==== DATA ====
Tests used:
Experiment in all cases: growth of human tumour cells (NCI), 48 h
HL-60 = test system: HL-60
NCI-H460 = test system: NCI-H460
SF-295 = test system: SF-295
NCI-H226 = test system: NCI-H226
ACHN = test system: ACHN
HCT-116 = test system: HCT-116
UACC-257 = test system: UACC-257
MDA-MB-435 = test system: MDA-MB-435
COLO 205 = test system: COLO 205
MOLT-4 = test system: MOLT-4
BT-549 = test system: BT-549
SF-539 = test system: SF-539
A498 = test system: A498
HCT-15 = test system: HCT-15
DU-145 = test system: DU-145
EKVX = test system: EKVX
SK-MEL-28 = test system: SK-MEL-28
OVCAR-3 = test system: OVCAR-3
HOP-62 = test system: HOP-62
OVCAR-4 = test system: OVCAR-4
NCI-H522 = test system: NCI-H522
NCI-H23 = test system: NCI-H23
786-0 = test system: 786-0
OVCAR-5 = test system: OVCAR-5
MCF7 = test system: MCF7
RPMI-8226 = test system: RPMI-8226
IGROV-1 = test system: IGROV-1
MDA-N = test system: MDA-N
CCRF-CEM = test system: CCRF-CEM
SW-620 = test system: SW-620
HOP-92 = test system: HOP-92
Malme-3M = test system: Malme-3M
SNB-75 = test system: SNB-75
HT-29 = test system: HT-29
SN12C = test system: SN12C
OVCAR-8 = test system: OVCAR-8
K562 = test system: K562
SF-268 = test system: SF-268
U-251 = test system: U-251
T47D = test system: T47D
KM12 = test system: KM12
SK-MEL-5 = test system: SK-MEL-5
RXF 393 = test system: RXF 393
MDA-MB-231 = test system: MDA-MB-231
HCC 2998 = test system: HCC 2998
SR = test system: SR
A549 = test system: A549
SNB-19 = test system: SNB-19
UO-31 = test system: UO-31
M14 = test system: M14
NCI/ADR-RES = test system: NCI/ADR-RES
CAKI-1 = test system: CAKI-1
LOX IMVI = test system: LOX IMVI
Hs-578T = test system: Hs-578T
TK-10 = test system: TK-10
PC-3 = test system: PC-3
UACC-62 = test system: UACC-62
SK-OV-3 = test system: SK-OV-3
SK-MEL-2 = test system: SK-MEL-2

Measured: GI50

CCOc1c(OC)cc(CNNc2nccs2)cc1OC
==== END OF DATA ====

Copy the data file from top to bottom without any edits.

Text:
Tests used:
Experiment in all cases: growth of human tumour cells (NCI), 48 h
HL-60 = test system: HL-60
NCI-H460 = test system: NCI-H460
SF-295 = test system: SF-295
NCI-H226 = test system: NCI-H226
ACHN = test system: ACHN
HCT-116 = test system: HCT-116
UACC-257 = test system: UACC-257
MDA-MB-435 = test system: MDA-MB-435
COLO 205 = test system: COLO 205
MOLT-4 = test system: MOLT-4
BT-549 = test system: BT-549
SF-539 = test system: SF-539
A498 = test system: A498
HCT-15 = test system: HCT-15
DU-145 = test system: DU-145
EKVX = test system: EKVX
SK-MEL-28 = test system: SK-MEL-28
OVCAR-3 = test system: OVCAR-3
HOP-62 = test system: HOP-62
OVCAR-4 = test system: OVCAR-4
NCI-H522 = test system: NCI-H522
NCI-H23 = test system: NCI-H23
786-0 = test system: 786-0
OVCAR-5 = test system: OVCAR-5
MCF7 = test system: MCF7
RPMI-8226 = test system: RPMI-8226
IGROV-1 = test system: IGROV-1
MDA-N = test system: MDA-N
CCRF-CEM = test system: CCRF-CEM
SW-620 = test system: SW-620
HOP-92 = test system: HOP-92
Malme-3M = test system: Malme-3M
SNB-75 = test system: SNB-75
HT-29 = test system: HT-29
SN12C = test system: SN12C
OVCAR-8 = test system: OVCAR-8
K562 = test system: K562
SF-268 = test system: SF-268
U-251 = test system: U-251
T47D = test system: T47D
KM12 = test system: KM12
SK-MEL-5 = test system: SK-MEL-5
RXF 393 = test system: RXF 393
MDA-MB-231 = test system: MDA-MB-231
HCC 2998 = test system: HCC 2998
SR = test system: SR
A549 = test system: A549
SNB-19 = test system: SNB-19
UO-31 = test system: UO-31
M14 = test system: M14
NCI/ADR-RES = test system: NCI/ADR-RES
CAKI-1 = test system: CAKI-1
LOX IMVI = test system: LOX IMVI
Hs-578T = test system: Hs-578T
TK-10 = test system: TK-10
PC-3 = test system: PC-3
UACC-62 = test system: UACC-62
SK-OV-3 = test system: SK-OV-3
SK-MEL-2 = test system: SK-MEL-2

Measured: GI50

CCOc1c(OC)cc(CNNc2nccs2)cc1OC